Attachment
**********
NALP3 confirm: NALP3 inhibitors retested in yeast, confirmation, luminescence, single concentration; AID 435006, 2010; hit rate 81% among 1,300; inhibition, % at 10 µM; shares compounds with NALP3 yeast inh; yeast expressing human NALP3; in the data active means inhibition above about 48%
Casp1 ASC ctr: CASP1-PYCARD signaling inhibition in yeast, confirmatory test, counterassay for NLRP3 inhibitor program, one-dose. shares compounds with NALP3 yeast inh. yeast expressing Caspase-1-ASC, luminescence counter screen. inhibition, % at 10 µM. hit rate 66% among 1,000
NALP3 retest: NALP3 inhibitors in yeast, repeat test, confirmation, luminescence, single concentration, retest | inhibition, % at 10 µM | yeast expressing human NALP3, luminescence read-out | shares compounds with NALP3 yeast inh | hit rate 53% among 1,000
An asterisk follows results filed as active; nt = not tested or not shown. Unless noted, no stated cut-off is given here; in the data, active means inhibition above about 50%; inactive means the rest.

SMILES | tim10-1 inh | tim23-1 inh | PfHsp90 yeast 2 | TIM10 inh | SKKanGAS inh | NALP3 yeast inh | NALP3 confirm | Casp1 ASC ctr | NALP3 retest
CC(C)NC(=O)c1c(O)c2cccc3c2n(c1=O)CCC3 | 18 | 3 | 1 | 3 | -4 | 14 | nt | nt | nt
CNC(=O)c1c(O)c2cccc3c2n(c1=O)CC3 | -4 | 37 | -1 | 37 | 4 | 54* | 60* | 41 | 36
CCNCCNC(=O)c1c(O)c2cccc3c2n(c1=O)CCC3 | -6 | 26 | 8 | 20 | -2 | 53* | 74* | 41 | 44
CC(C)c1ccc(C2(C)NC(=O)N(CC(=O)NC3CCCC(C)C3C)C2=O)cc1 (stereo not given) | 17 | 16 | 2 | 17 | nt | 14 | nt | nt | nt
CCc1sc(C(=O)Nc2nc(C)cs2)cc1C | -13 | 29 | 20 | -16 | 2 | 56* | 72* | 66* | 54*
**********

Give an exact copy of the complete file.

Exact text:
NALP3 confirm: NALP3 inhibitors retested in yeast, confirmation, luminescence, single concentration; AID 435006, 2010; hit rate 81% among 1,300; inhibition, % at 10 µM; shares compounds with NALP3 yeast inh; yeast expressing human NALP3; in the data active means inhibition above about 48%
Casp1 ASC ctr: CASP1-PYCARD signaling inhibition in yeast, confirmatory test, counterassay for NLRP3 inhibitor program, one-dose. shares compounds with NALP3 yeast inh. yeast expressing Caspase-1-ASC, luminescence counter screen. inhibition, % at 10 µM. hit rate 66% among 1,000
NALP3 retest: NALP3 inhibitors in yeast, repeat test, confirmation, luminescence, single concentration, retest | inhibition, % at 10 µM | yeast expressing human NALP3, luminescence read-out | shares compounds with NALP3 yeast inh | hit rate 53% among 1,000
An asterisk follows results filed as active; nt = not tested or not shown. Unless noted, no stated cut-off is given here; in the data, active means inhibition above about 50%; inactive means the rest.

SMILES | tim10-1 inh | tim23-1 inh | PfHsp90 yeast 2 | TIM10 inh | SKKanGAS inh | NALP3 yeast inh | NALP3 confirm | Casp1 ASC ctr | NALP3 retest
CC(C)NC(=O)c1c(O)c2cccc3c2n(c1=O)CCC3 | 18 | 3 | 1 | 3 | -4 | 14 | nt | nt | nt
CNC(=O)c1c(O)c2cccc3c2n(c1=O)CC3 | -4 | 37 | -1 | 37 | 4 | 54* | 60* | 41 | 36
CCNCCNC(=O)c1c(O)c2cccc3c2n(c1=O)CCC3 | -6 | 26 | 8 | 20 | -2 | 53* | 74* | 41 | 44
CC(C)c1ccc(C2(C)NC(=O)N(CC(=O)NC3CCCC(C)C3C)C2=O)cc1 (stereo not given) | 17 | 16 | 2 | 17 | nt | 14 | nt | nt | nt
CCc1sc(C(=O)Nc2nc(C)cs2)cc1C | -13 | 29 | 20 | -16 | 2 | 56* | 72* | 66* | 54*